Rudyard Kipling – “If you can keep your head when all about you are losing theirs….” it will help you to find and take advantage of the opportunities that lie ahead.
“The science of psychology is to get the right outcome, the art of psychology is to achieve it.” Dr. Mark Banham
The Association for Business Psychology defines Business Psychology as “The study and practice of improving working life. It combines an understanding of the science of human behaviour with experience of the world of work to attain effective and sustainable performance for both individuals and organisations”
Perhaps the biggest challenge that businesses will have to face as a result of the 4IR will be that the speed of change is quite likely to be greater than man can instinctively manage. Whilst technological advancements are moving at a rapid rate, man fundamentally has not changed and many of our “instincts” which kept us alive in the jungle remain and conflict with what will be needed to survive and thrive in today’s dynamic and disruptive markets. We live in an age where you have a great idea and tomorrow someone else is doing it bigger and better, today’s latest technology is out of date tomorrow. To be a successful business and maximise opportunities the modern entrepreneur will have to:
- Constantly be aware of likely changes that will affect his/her business
- Manage the required change in a timely and effective way and bring everybody with him/her
May be a little understanding of what makes us all tick and why at times we can behave in a totally illogical and irrational way can help us to prevent confrontation and, when things do get out of hand, help us to deal with it effectively. To help with this understanding we need to recognise that there are two types of change:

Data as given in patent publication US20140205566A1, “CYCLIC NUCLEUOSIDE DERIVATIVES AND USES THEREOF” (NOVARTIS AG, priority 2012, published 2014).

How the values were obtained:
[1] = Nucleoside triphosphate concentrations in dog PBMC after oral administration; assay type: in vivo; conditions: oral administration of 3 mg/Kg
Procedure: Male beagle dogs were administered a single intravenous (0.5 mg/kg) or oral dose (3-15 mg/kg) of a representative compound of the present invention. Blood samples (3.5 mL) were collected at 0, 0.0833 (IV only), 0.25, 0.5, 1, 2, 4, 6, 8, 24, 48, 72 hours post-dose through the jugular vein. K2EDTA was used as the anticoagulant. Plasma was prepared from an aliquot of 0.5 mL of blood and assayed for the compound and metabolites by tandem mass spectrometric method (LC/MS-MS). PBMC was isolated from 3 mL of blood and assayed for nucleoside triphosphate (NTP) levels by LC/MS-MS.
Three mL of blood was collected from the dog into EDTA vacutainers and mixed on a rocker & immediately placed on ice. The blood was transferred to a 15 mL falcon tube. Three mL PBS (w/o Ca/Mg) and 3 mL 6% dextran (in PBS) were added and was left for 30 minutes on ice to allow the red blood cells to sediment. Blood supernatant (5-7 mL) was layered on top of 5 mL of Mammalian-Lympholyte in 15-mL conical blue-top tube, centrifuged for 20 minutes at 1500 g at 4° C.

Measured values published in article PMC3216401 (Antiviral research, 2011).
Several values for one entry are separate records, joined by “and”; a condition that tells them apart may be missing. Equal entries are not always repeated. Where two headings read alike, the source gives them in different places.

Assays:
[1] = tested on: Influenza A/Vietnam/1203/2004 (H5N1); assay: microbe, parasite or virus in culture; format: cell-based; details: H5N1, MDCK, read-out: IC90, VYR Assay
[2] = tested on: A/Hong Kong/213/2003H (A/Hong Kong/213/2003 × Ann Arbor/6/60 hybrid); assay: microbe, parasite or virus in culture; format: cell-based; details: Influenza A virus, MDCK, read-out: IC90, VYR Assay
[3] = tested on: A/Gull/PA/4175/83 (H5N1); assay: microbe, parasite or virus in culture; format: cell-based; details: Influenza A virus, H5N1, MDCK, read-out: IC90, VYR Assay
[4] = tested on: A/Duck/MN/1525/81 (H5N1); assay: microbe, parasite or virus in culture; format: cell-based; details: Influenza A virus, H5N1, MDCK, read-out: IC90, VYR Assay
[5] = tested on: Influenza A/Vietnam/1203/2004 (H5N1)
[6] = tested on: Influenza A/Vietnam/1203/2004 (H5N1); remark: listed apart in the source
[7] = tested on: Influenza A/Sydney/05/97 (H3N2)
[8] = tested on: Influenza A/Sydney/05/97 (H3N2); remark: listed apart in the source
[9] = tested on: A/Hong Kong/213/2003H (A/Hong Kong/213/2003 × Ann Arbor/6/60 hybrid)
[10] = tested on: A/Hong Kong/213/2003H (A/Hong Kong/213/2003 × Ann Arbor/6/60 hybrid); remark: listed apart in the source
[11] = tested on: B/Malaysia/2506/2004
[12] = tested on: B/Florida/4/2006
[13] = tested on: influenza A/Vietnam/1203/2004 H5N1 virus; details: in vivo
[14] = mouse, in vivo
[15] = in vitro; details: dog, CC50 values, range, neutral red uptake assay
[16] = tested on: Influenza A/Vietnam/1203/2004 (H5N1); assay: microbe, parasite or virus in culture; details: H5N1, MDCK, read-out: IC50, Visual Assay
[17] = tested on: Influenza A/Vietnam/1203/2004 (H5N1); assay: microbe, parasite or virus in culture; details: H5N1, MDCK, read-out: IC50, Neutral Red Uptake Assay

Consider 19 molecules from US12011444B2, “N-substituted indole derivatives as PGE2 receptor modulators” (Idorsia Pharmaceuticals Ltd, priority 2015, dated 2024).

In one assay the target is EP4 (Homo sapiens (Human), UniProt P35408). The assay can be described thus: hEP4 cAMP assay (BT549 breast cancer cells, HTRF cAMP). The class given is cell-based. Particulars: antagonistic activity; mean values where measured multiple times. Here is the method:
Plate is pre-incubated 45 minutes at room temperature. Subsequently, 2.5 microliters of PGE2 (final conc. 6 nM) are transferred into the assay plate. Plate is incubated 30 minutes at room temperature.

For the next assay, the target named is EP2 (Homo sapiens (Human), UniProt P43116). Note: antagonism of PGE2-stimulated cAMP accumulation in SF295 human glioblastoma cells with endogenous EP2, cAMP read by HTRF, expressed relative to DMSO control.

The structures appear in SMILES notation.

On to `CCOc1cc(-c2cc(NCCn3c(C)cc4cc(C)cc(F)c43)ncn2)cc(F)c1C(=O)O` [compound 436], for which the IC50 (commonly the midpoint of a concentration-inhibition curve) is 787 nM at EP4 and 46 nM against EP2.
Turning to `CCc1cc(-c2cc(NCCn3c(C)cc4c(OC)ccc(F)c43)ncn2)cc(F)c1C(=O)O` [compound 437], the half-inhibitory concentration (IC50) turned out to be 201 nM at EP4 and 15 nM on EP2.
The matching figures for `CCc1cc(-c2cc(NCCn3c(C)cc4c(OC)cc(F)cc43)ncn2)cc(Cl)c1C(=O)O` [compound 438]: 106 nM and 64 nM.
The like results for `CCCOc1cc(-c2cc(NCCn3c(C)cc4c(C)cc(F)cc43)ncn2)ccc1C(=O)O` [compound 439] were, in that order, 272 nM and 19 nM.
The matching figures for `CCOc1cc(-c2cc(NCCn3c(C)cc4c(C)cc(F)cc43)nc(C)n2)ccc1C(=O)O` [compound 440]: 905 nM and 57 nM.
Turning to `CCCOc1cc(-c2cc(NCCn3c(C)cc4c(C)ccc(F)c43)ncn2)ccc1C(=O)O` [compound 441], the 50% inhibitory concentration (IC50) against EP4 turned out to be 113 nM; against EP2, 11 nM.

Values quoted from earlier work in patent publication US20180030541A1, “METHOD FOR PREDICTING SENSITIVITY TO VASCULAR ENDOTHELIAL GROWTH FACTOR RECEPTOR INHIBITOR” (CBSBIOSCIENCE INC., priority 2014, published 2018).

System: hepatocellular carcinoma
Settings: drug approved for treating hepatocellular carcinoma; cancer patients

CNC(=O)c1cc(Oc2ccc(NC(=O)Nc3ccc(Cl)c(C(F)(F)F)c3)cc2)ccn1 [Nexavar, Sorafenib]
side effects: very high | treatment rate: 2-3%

- One is where there is an opportunity for us to try something that will/may have a positive impact on our life, it is more linked to our life style, and it is at a level that if it does not work out so be it we will go back to the “old tried and tested” after all “nothing ventured nothing gained”, it is linked to us, we decide whether to buy it and try it or not, it is our decision.
- The other type of change is where it will have a fundamental impact on our life such as the way we work and earn our living, and the final decision is being made by someone else, and/or we are in a situation where change is clearly inevitable because circumstances dictate it but we are not totally in control or control is being taken away from us.
What we are looking at in this section is the way man reacts to the second type of change. In the previous section, we touched on the first type when we looked at disruptive marketing which plays on making it all exciting, tell the punter what they want to hear, your life needs some spice in it, go for it “live for today”. The key here is who is in control and this section is focussing on man’s natural instincts when he is confronted with change and he feels that he is not in control.